Rolex Fastnet Race Archives

Blogs 2009

Crew Member on Mardy Gras









Start: 12:40 09/08/09

  • Start – clear air, stayed Island side for best tide. Blew Spinnaker – repaired onboard
  • Went through Hurst, taking early advantage beating after 180 degree wind shift
  • Early advantage underlined with a bold early move from Needles Channel across Dolphin Banks
  • Continued driving forward for tidal gate at Portland Bill, wind dropped off dramatically, kedged off Shambles and ended up missing tidal gate.
  • Dropped from 1st in class and 12th overall, moving down fleet to 31st in class
  • Mounts Bay – attempted tactical manoeuvre to regain lost advantage but wind suddenly dropped off negating any potential gains
  • Rounded Lands End heading across to Scilly Isles chasing fleet
  • Tactical decision taken to head due 270 degrees to gain big lift from forecasted Westerlies which would have taken Mardy Gras on a lifting port tack all the way across to Fastnet Rock in an attempt to regain lost advantage over fleet
  • 02:00 11/08/09 – luff of blade ripped apart meaning that storm trysail would be required if #2 became overpowered.
  • 04:00 11/08/09 going well – MIGHTY BANG! – Lost section of rod rigging over port side ripping a baton out of the mainsail in the process
  • Quickly switched to starboard tack to save rig, continued racing until daybreak
  • At first light Mardy Gras was hove to and the crew brought out the lethal weapon, Jim Hepburn, 16 stone of prime Monmouthsire Beef – winched up the mast in a tough swell in the Celtic Sea to erect a jury rig
  • After 4 hrs of running repairs Mardy Gras regained course for Fastnet Rock.
  • At 07:30 13/08/09 Mardy Gras rounded Fastnet Rock, the elation of milestone completed was swiftly dampened by the news that the course of 125 degrees meant a continuation of the 4-day beat thus far endured
  • Tactical decision to stay West to pick up forecasted Westerlies was this time vindicated. After a lengthy spell in light airs, the wind filled and we enjoyed a fun reach (rather than beating) to the Bishop
  • 5 miles due West of Scilly Isles – electrical and navigational instrument failure. Endeavoured to start engine, no luck.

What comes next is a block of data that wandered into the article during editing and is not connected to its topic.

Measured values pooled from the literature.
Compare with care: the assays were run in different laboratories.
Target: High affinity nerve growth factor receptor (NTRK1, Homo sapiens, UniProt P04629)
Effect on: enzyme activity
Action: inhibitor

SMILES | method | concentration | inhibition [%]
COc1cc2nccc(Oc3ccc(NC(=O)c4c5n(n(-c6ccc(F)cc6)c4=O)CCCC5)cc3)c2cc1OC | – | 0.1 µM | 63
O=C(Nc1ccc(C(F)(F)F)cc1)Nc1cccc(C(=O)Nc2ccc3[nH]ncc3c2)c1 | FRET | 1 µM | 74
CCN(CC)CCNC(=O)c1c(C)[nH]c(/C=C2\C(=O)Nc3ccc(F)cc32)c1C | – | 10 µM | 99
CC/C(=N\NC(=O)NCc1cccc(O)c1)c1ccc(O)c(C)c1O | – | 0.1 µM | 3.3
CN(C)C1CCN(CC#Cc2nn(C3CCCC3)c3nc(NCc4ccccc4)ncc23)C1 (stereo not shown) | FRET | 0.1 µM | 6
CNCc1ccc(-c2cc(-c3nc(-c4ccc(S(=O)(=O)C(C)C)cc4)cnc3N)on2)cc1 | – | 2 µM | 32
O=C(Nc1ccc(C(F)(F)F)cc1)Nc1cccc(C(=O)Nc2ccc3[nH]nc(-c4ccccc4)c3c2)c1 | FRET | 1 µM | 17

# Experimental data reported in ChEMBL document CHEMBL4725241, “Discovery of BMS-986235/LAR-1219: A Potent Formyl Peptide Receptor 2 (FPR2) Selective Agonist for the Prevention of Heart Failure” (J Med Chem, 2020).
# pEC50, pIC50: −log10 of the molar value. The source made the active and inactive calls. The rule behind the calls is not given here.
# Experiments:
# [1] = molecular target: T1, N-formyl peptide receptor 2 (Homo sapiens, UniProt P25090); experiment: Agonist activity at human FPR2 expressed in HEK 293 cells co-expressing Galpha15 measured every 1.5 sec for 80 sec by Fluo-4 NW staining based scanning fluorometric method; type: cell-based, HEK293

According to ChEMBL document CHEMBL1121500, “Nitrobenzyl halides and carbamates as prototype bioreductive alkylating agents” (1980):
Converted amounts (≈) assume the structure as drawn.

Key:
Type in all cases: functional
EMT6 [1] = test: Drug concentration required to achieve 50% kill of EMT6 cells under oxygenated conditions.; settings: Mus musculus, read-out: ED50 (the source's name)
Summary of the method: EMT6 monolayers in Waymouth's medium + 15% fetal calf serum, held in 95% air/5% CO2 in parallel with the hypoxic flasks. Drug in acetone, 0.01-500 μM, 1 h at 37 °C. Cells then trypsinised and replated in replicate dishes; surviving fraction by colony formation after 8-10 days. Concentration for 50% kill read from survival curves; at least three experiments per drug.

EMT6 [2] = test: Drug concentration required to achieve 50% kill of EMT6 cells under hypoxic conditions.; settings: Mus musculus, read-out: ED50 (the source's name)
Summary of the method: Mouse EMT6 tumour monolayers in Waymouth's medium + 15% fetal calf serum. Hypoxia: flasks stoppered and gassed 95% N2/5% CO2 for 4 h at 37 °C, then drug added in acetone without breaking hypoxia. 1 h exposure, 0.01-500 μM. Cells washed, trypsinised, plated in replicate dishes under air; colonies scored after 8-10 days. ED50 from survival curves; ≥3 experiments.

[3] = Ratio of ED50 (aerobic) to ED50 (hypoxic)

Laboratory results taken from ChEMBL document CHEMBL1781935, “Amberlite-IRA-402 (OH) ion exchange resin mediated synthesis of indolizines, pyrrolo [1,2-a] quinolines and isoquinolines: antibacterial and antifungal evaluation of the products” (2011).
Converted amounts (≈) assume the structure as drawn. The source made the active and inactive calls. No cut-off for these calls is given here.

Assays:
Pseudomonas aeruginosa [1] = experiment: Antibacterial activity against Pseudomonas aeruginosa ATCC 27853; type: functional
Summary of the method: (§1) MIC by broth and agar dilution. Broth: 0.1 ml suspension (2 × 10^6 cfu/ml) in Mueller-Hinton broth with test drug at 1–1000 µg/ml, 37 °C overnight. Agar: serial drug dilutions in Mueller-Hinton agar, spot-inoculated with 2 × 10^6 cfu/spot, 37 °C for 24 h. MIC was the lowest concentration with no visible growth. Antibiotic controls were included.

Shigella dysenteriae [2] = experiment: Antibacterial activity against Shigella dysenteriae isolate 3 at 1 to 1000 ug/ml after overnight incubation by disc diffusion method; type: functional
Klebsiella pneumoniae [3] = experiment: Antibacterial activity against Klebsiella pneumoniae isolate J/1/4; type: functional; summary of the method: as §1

• Decision taken to split crew, 3 to continue racing and 3 to resolve mechanical and electrical issues.
  • Solution: tried cranking engine with hand pull cord but more torque required so no joy. Moved onto creating a mechanical inertia starter motor – this was it make or break time!
  • A spare lightweight sheet was wound round a makeshift extension to the engine’s crankshaft. This was led up out of the companionway through a block stropped to the boom and then aft to another on the backstay. A line of three buckets were tied on to the free end and thrown over the transom, pulling the sheet through the pulleys and generating the required torque to spin the engine back into life. Engine on, systems on. race on.
  • Engine back on electrical systems up and running and the good girl Mardy Gras is still racing with a buoyant crew…

Crew member on GBR2899 Freebird

Still 130 nm short of Bishops. Regret will not be at the party to night.Congratulations to the winners, all competitors and RORC. Have a greatparty tonight. Regards Freebird

Puma Logic finishes Rolex Fastnet Race

Fantastic news from Plymouth. Puma Logic has completed the Rolex Fastnet Race, after a very slow and tortuous last few miles with little wind and a turning tide.

They crossed the line at 1.30 am this morning, with Philippe's Mum and Dad in their own yacht guiding them back to port, after finishing.

A very tired but jubilant crew were met by friends and family on the dock side and their first words were - where's the beer tent?!!

Puma Logic came a very creditable 10th in IRC Class1 overall and second in Division 1A, which is marvellous. The only yacht to be ahead of them in this division was Quokka, a Corby 36.